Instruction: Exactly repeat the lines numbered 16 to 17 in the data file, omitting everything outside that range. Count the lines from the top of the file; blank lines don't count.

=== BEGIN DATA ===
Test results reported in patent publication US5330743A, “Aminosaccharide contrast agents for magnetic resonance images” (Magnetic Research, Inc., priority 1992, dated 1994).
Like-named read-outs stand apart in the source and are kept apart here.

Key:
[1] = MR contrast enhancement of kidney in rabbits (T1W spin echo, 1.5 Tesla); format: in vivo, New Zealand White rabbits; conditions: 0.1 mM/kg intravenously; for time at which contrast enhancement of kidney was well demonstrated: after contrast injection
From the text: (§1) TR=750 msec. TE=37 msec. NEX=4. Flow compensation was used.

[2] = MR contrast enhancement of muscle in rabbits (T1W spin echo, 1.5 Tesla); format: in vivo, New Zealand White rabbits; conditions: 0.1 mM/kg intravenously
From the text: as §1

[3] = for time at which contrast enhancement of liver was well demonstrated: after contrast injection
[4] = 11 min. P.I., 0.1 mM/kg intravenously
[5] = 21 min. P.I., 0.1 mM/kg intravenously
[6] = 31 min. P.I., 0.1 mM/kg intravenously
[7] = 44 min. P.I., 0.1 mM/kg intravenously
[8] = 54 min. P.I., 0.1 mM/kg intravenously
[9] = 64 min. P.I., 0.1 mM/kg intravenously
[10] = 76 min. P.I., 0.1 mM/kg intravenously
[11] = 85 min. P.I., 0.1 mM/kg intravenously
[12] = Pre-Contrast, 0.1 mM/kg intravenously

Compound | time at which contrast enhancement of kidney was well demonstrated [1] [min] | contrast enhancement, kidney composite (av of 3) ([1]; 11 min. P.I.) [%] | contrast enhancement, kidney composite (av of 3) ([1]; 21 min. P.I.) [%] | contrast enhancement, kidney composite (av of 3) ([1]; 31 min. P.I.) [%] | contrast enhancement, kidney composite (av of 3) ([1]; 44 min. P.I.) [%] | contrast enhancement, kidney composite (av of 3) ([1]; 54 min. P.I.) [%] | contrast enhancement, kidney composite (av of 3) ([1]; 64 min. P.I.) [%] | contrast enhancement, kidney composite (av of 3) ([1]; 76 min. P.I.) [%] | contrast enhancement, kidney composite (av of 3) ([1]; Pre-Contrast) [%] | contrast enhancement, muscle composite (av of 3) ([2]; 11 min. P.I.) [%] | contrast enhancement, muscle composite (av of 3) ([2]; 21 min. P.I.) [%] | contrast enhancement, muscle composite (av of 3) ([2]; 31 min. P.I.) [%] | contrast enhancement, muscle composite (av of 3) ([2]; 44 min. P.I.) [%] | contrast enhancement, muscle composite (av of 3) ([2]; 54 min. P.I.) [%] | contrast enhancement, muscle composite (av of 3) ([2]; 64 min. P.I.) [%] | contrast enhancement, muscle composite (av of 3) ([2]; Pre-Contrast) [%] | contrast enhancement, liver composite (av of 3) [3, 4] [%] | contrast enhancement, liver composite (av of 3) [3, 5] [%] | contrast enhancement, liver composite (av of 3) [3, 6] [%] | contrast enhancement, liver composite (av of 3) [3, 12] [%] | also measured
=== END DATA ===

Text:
[11] = 85 min. P.I., 0.1 mM/kg intravenously
[12] = Pre-Contrast, 0.1 mM/kg intravenously